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Yassin Farih
Date: 11-1-21
Student Exploration: Polarity and Intermolecular Forces
Vocabulary: dipole, dipole-dipole force, dipole-induced dipole force, electronegativity,
intermolecular force, ionic bond, London dispersion force, molecule, nonpolar, nonpolar
covalent bond, partial charges, polar, polar covalent bond, valence electron
Prior Knowledge Questions (Do these BEFORE
using the Gizmo.)
1. A big bully is having a tug-of-war with a small child.
There is a ball attached to the middle of the rope.
Toward whom will the ball move?
2. Two equally strong kids are having a tug-of-war. What do you expect to happen to the ball in
this situation?
The ball will stay in between them,
Gizmo Warm-up
Just like in a tug-of-war, atoms that are bonded to one another pull
on the electrons they share. In the Polarity and Intermolecular
Forces Gizmo, you will explore how these opposing forces relate to
bond types and the forces between molecules.
To begin, drag the Na (sodium) and Cl (chlorine) atoms into the simulation area. Turn on Show
valence electrons. A valence electron is found in the outermost energy level of the atom.
1. Click Play (
). What do you notice?
The Na atom shrink the Cl expands
2. Which atom seems to be pulling more on the sodium’s one valence electron?
How do you know?
The chlorine atom wins the tug of war for the valence
3. What happens to the colors of the simulated atoms, and what does this indicate?
Na atom turns blue indicating a positive charge the Cl atom turns red indicating a negative
Activity A:
Bond polarity
Get the Gizmo ready:
 On the BOND POLARITY tab, click Reset (
 Drag the atoms out of the simulation area.
Introduction: A neutral atom has the same number of protons as electrons. Atoms that gain
electrons become negatively charged, while those that lose electrons become positive. A polar
bond forms when shared electrons are pulled closer to one atom than another, causing the
bonded atoms to become partially charged. In a nonpolar bond, electrons are shared equally.
Question: What causes bonds to be polar or nonpolar?
1. Observe: Select the Show polar molecule inset checkbox. The animation shows the
probable location of electrons (orange dots) in a polar molecule.
A. What do you notice about the distribution of the electrons?
electrons on the left side than on the right
There is more
B. How does this electron distribution affect the charges of the bonded atoms? Due to
the fact they are attracted to the atom with the higher electronegativity the atom
holds onto the elctrons more causing it to be negatively charged
2. Observe: Turn on the Show nonpolar molecule inset.
A. How are the electrons in this molecule distributed?
distributed between the two atoms
The electrons are evenly
B. Why do the bonded atoms remain neutral?
Since the electronegativity is the
same , they cancel eachother out, neither is stronger, the result is a neutral charge.
3. Experiment: Turn off Show polar molecule inset and Show nonpolar molecule inset.
Check that Show valence electrons is turned on. Drag the Na and Cl atoms into the
simulation area. Click Play. Note the colors. Red indicates a negative charge, while blue
indicates a positive charge.
A. Does a polar or nonpolar bond form? ionic bond
B. Try several other metal/nonmetal combinations. What do you notice about the bonds
that form?
the valence electrons are transferred to the non-metal to become
a full stable orbit and it becomes negatively charged
Ionic bonds are polar bonds that form between metal and nonmetal atoms. In this
bond, valence electrons are transferred from a metal to a nonmetal. Drag each of
these metal/nonmetal combinations into the Ionic bond bin on the upper right.
(Activity A continued on next page)
Activity A (continued from previous page)
4. Experiment: Now try forming bonds between different combinations of nonmetals.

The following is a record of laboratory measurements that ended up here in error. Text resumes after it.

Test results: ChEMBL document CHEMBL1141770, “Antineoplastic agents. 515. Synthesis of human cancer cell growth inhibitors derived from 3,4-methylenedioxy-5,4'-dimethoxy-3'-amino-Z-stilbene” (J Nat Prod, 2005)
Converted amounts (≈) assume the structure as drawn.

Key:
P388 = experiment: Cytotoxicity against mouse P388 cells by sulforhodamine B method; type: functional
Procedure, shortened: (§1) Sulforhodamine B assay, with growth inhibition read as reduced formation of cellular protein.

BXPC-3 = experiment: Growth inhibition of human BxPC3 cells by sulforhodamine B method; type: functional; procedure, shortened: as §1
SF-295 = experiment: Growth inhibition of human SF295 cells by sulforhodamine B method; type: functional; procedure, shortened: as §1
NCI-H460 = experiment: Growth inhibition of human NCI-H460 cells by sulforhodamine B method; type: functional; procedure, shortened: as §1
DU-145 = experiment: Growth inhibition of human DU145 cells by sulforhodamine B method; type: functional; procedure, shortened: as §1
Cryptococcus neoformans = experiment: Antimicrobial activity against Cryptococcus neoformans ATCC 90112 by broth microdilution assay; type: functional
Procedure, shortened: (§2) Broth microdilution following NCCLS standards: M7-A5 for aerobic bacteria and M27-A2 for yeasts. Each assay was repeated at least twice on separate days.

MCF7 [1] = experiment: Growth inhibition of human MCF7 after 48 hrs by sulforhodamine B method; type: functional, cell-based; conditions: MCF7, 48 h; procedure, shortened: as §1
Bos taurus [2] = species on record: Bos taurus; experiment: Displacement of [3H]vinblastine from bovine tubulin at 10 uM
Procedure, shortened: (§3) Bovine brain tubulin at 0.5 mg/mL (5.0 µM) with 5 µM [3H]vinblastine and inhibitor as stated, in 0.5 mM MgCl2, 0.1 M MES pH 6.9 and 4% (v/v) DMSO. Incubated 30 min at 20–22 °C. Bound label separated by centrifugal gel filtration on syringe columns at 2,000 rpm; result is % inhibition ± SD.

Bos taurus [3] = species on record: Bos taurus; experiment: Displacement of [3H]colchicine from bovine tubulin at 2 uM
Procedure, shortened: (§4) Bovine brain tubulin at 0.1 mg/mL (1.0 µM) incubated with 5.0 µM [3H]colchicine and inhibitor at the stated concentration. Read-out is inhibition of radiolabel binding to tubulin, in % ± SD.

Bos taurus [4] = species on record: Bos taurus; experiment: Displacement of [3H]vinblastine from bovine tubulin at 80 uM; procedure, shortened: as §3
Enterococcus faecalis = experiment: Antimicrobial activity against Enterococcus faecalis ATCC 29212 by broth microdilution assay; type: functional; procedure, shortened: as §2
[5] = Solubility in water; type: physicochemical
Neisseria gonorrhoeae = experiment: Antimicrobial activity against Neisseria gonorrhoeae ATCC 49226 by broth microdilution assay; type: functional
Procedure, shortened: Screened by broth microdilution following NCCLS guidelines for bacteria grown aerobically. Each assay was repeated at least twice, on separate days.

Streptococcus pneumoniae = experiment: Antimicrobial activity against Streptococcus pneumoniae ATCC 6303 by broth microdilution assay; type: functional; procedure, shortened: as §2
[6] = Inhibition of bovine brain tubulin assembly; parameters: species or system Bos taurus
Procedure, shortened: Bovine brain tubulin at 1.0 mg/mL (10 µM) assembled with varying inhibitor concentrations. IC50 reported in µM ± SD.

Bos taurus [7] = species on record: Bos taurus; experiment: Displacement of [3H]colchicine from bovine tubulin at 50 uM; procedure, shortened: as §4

A. What do you notice?
There is sharing of electrons, and the number of electron
that one element needs to have a full valence shell is given from the other element
B. Are all of these bonds polar? Explain.
No, some of them are non-polar,
some of the charges cancel out whereas some do not
C. Which nonmetal appears to attract electrons the most? chlorine
5. Experiment: Turn on Show electronegativity. Electronegativity (EN) describes how
strongly an atom attracts a pair of shared electrons. The higher the EN value, the greater
the tendency of an atom to hold onto electrons in a bond and become negatively charged.
Electronegativity difference is found by subtracting the EN value of one atom from another.
Choose two nonmetals with a small (or no) EN difference between them. Click Play.
What happens to the shared electrons in this bond?
The amount of attraction between
each atom is the same causing it to cancel out, this makes it neutral
When the shared electrons experience the same attraction from each atom, the result is a
nonpolar covalent bond. Drag the bonded atoms to the Nonpolar covalent bond bin.
6. Experiment: Choose two nonmetals with a large electronegativity difference. Click Play.
What happens to the valence electrons in this bond?
pulled closer to the more electronegative atom
In this bond the shared electrons are
A bond in which the electrons are shared unequally is a polar covalent bond. Notice the
small δ+ and δ– symbols, which indicate partial charges. Drag the resulting combination to
the Polar covalent bond bin.
7. Classify: Use the Gizmo to categorize the remaining element combinations as forming either
ionic, polar covalent, or nonpolar covalent bonds. List your results below.
(EN difference > 1.67)
Polar covalent
(EN diff. < 1.67 and > 0.40)
Nonpolar covalent
(EN difference < 0.40)
Activity B:
Molecular polarity
Get the Gizmo ready:
 Select the MOLECULAR POLARITY tab.
Introduction: Ionic bonds, like those found in NaCl, form crystalline solids. Covalent bonds, on
the other hand, usually form discrete molecules. A polar molecule, while neutral overall, has a
slight positive charge on one end and a slight negative charge on the other.
Question: What determines the polarity of molecules?
1. Observe: Notice that the molecules containing polar covalent bonds are grouped together at
lower left, and the molecules containing nonpolar covalent bonds are at lower right. Drag the
H2O molecule into the simulation area.
A. Are the individual bonds in this molecule polar or nonpolar?
B. Click Turn on electric field. What do you notice?
The H2O molecules are lined
C. The electric field consists of a positively charged plate on one side and a negatively
charged plate on the opposite side. Which side of the H2O molecule is attracted to